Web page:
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When implementing mini-batch gradient descent for neural networks, is it important to take random elements in each mini-batch? Or is it enough to shuffle the elements at the beginning of the training once?

(I'm also interested in sources which definitely say what they do.)

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It should be enough to shuffle the elements at the beginning of the training and then to read them sequentially. This really achieves the same objective as taking random elements every time, which is to break any sort of predefined structure that may exist in your original dataset (e.g. all positives in the beginning, sequential images, etc).

While it would work to fetch random elements every time, this operation is typically not optimal performance-wise. Datasets are usually large and are not saved in your memory with fast random access, but rather in your slow HDD. This means sequential reads are pretty much the only option you have for good performance.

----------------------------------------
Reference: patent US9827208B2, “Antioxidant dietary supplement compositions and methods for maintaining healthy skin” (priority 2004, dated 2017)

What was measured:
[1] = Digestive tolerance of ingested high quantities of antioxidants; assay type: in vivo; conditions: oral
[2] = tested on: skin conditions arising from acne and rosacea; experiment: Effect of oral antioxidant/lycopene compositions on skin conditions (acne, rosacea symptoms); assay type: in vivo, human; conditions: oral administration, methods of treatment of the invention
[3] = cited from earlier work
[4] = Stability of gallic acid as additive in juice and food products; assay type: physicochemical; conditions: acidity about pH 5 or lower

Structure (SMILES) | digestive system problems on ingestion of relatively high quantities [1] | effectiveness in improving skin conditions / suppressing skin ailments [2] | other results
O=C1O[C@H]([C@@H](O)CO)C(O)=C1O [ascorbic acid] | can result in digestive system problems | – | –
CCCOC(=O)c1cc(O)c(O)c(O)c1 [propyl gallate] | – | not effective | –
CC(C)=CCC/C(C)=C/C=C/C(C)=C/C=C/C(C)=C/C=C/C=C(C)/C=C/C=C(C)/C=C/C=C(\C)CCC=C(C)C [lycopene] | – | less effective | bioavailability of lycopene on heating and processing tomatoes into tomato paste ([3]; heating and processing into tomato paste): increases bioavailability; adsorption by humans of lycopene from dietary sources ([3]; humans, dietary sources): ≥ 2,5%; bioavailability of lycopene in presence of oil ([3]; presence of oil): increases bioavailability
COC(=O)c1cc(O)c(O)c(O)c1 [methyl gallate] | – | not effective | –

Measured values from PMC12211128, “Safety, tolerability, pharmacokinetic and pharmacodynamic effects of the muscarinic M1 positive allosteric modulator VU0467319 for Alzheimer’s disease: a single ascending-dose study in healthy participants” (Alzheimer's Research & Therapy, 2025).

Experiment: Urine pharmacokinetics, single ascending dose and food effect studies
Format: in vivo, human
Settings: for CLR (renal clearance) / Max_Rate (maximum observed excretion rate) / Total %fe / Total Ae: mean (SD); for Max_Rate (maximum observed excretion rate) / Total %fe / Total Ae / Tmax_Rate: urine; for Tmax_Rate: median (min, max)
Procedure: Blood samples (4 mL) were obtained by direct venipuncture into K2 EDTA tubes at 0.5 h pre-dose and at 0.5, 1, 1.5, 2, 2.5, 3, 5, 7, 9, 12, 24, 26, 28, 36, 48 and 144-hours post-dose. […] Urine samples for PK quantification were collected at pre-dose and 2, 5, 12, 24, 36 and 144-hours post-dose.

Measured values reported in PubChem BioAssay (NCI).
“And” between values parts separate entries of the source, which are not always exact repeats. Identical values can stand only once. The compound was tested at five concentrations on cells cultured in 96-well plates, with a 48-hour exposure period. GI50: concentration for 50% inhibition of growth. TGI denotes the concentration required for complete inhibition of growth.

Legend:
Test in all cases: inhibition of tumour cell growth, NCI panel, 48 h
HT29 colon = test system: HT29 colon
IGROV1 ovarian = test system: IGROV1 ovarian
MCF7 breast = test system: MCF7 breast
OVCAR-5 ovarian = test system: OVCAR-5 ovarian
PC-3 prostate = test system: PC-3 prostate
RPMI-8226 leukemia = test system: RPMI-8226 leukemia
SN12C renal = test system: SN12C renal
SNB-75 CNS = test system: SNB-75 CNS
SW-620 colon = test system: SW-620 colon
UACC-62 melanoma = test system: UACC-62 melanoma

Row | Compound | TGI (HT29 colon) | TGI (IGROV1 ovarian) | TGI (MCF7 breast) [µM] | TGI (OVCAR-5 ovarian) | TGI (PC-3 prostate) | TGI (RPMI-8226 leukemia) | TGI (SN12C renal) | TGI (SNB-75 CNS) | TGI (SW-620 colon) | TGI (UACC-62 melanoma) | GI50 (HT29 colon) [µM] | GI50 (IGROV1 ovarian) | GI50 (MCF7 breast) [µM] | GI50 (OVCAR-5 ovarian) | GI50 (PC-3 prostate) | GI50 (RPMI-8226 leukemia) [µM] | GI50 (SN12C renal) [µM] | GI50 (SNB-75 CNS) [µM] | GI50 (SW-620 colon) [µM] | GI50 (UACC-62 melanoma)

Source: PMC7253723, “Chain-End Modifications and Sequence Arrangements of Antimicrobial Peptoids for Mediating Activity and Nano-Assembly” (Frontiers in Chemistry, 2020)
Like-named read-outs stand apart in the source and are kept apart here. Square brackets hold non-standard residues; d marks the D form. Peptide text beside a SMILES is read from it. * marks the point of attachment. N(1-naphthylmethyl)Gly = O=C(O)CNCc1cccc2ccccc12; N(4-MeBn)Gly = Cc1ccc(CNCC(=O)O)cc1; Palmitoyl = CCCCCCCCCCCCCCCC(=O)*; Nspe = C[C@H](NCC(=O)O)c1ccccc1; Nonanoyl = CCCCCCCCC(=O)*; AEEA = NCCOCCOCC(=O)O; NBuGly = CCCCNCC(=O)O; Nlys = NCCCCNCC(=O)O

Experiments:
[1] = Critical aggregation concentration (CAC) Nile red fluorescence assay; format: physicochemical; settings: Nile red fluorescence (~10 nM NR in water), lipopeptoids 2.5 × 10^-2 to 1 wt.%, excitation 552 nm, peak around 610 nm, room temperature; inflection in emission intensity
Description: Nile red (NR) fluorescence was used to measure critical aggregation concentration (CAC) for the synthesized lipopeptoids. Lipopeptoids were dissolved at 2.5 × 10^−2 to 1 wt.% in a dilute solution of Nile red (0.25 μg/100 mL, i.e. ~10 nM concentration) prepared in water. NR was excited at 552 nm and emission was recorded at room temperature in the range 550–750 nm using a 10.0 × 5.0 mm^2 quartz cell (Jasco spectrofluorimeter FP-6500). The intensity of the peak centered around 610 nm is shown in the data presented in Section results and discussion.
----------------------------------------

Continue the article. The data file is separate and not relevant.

Caffe for example uses LevelDB, which does not support efficient random seeking. See this, which confirms that the dataset is trained with images always in the same order.

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    $\begingroup$ I would like to add it may be beneficial to reshuffle the data after each full iteration of the dataset to generate new min-batches on further iterations. $\endgroup$ – CatsLoveJazz Feb 12 '16 at 13:10

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